Jennie Waldow is a PhD candidate in Art History at Stanford University, where she studies postwar American art with a focus on 1960s and 1970s Conceptualism.
Intermedia, Fluxus, and the Something Else Press: Selected Writings by Dick HigginsBy Jennie Waldow
In a remembrance in PAJ: A Journal of Performance and Art, Richard Kostelanetz described his fellow artist Dick Higgins as a prolific, unlimited source of creative production: “One principle clear to him from the beginning was that there should be no limits upon a creative person’s activities […] Richard C. Higgins was really at least three people in one big body.”
Christopher Howard's The Jean Freeman Gallery Does Not ExistBy Jennie Waldow
Between Summer 1970 and Spring 1971, advertisements appeared in Artforum, Art in America, Arts Magazine, ARTnews, and Avalanche touting exhibitions at the Jean Freeman Gallery in New York.
John Stezaker: LoveBy Jennie Waldow
The collages and silkscreens of John Stezaker contain stutters and elisions, gaps and coverings that pull viewers into an act of empathetic engagement, as the artist said in a 2011 interview included in the catalogue for his retrospective at the Whitechapel Gallery.
Aaron Schuman's SLANTBy Jennie Waldow
SLANT, published by MACK, alternates between police blotter excerpts from the Amherst Bulletin and black-and-white photographs taken by Schuman within a thirty-mile radius of the town.
Esopus's Modern ArtifactsBy Jennie Waldow
The new book collects the illustrated features dedicated to the Museum of Modern Arts archive and combines them with six freshly commissioned artists projects, a foreword by journal editor Tod Lippy, and an introduction by MoMA chief of archives Michelle Elligott. The documents reproduced testify to the erasures, misfires, pivots, and gambles, ingrained in the museums history, but kept locked away in its archive.
Jim Jarmusch’s Some CollagesBy Jennie Waldow
The seams of the transposition show: colors dont match, resolutions are out of whack, and scale is distorted, imparting a cartoon-like sense of textured unreality. The tactics create fresh narratives out of overdetermined symbols, personae, and visual paradigms.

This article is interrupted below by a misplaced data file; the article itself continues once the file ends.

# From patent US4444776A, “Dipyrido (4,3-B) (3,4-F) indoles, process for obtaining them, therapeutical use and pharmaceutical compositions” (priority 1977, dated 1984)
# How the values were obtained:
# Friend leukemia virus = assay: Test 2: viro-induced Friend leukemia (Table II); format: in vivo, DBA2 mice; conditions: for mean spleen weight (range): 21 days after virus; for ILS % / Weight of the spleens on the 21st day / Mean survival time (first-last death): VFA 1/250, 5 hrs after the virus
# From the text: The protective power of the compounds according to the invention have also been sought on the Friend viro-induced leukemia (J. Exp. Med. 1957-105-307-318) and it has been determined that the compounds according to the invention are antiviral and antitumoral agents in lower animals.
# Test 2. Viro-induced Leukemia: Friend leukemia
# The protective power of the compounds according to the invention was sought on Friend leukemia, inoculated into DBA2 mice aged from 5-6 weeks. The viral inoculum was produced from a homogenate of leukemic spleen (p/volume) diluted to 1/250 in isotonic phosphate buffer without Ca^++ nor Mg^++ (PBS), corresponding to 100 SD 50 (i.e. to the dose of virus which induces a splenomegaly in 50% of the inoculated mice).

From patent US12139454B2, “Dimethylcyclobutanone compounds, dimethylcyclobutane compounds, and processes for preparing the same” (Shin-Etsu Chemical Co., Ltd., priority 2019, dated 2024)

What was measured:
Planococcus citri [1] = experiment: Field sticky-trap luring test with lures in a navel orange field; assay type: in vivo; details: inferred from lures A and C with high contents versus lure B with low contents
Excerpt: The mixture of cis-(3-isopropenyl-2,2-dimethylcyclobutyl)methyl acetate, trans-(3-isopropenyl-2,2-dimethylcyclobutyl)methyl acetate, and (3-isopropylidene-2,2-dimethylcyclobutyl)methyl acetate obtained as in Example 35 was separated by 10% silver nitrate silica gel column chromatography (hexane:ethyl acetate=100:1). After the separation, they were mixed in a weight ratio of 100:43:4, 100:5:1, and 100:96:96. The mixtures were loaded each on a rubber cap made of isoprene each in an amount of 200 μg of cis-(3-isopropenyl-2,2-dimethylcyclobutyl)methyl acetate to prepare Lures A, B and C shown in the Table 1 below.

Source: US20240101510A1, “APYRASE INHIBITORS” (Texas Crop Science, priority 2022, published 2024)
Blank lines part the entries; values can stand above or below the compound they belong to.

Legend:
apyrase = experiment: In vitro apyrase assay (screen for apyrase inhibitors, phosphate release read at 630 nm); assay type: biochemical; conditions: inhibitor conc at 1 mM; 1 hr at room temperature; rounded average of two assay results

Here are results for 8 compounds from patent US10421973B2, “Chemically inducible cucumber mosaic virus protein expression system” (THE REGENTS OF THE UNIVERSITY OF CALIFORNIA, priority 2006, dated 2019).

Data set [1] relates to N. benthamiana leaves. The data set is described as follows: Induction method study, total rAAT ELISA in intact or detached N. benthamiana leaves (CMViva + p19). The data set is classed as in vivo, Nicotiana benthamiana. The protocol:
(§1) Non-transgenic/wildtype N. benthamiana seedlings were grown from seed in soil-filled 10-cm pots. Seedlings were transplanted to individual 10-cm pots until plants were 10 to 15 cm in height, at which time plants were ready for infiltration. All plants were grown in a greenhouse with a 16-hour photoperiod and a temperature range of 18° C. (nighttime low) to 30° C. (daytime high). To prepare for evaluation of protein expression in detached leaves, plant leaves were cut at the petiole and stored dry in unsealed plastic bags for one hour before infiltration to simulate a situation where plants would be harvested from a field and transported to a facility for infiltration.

Zoe Leonard’s Al río / To the RiverBy Jennie Waldow
The publication’s release coincides with Leonard’s 2022 exhibition of the series at Mudam Luxembourg and the Musée d’Art Moderne de Paris, but it stands alone as a unique, multi-voiced analysis of the US-Mexico border, thanks to its intelligent and thoughtful two-volume format. The images and texts are richly complementary, together forming a complex portrait of the river as both physical and symbolic terrain.
Lampo FolioBy Jennie Waldow
These scores expand the parameters of the format to incorporate visual elements, lengthy texts, and the paper containing the instructions itself, resulting in scores of great sensitivity and imagination. One method of complicating the event score was to imagine enactors of the scores performing simultaneously, though they would be invisible to one another in their isolated spaces.
Dara Birnbaum’s Note(s): Work(ing) Process(es) Re: Concerns (That Take On/Deal With)By Jennie Waldow
Materially detached from Birnbaums finished products, her working documents chart the theoretical motivations behind each piece, along with the novel technical solutions she devised to translate thorny concepts into external space. While this is not a publication for the casual reader, its complexity and resolute physical presence dovetail with the concerns of Birnbaums body of work, linking means and ends.
Dick Higgins’s A Something Else ReaderBy Jennie Waldow
The Reader models how contemporary artists and publishers can build on and subvert the communicative forms of the recent past. It collects excerpts from the multifarious output of its namesake press: event scores, concrete poetry, conceptual collages, philosophical essays, and reprints of classic modernist publications.
Brick Press’s N.E. Thing Co.: Companies ActBy Jennie Waldow
A reinterpreted facsimile of a 1978 book project by the N.E. Thing Co., a corporation that served as the umbrella for the activities of the Vancouver-based artists Iain and Ingrid Baxter, is a fascinating hybrid that succeeds as an informational compendium, a reinterpreted facsimile, and an artistic project in its own right.